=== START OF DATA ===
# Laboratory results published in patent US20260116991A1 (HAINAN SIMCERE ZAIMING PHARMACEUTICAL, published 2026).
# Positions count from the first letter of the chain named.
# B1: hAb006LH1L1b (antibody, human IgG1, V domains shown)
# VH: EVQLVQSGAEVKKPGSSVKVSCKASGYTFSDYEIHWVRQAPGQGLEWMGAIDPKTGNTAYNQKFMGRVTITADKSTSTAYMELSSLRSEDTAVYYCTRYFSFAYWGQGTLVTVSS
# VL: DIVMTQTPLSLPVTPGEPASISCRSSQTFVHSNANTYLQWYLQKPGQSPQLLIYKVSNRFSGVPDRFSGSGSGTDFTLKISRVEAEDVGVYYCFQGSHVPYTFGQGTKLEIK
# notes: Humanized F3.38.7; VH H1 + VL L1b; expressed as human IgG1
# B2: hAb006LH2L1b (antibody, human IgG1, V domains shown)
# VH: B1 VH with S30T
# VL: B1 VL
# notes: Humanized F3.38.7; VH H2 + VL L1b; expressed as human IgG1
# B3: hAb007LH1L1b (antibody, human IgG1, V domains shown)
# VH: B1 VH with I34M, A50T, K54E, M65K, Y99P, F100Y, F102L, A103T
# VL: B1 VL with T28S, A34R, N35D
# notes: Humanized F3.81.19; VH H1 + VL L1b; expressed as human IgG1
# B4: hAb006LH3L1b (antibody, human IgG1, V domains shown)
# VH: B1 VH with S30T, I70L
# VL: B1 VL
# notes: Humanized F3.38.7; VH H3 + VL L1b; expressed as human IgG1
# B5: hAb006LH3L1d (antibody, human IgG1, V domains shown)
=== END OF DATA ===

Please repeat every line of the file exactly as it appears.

# Laboratory results published in patent US20260116991A1 (HAINAN SIMCERE ZAIMING PHARMACEUTICAL, published 2026).
# Positions count from the first letter of the chain named.
# B1: hAb006LH1L1b (antibody, human IgG1, V domains shown)
# VH: EVQLVQSGAEVKKPGSSVKVSCKASGYTFSDYEIHWVRQAPGQGLEWMGAIDPKTGNTAYNQKFMGRVTITADKSTSTAYMELSSLRSEDTAVYYCTRYFSFAYWGQGTLVTVSS
# VL: DIVMTQTPLSLPVTPGEPASISCRSSQTFVHSNANTYLQWYLQKPGQSPQLLIYKVSNRFSGVPDRFSGSGSGTDFTLKISRVEAEDVGVYYCFQGSHVPYTFGQGTKLEIK
# notes: Humanized F3.38.7; VH H1 + VL L1b; expressed as human IgG1
# B2: hAb006LH2L1b (antibody, human IgG1, V domains shown)
# VH: B1 VH with S30T
# VL: B1 VL
# notes: Humanized F3.38.7; VH H2 + VL L1b; expressed as human IgG1
# B3: hAb007LH1L1b (antibody, human IgG1, V domains shown)
# VH: B1 VH with I34M, A50T, K54E, M65K, Y99P, F100Y, F102L, A103T
# VL: B1 VL with T28S, A34R, N35D
# notes: Humanized F3.81.19; VH H1 + VL L1b; expressed as human IgG1
# B4: hAb006LH3L1b (antibody, human IgG1, V domains shown)
# VH: B1 VH with S30T, I70L
# VL: B1 VL
# notes: Humanized F3.38.7; VH H3 + VL L1b; expressed as human IgG1
# B5: hAb006LH3L1d (antibody, human IgG1, V domains shown)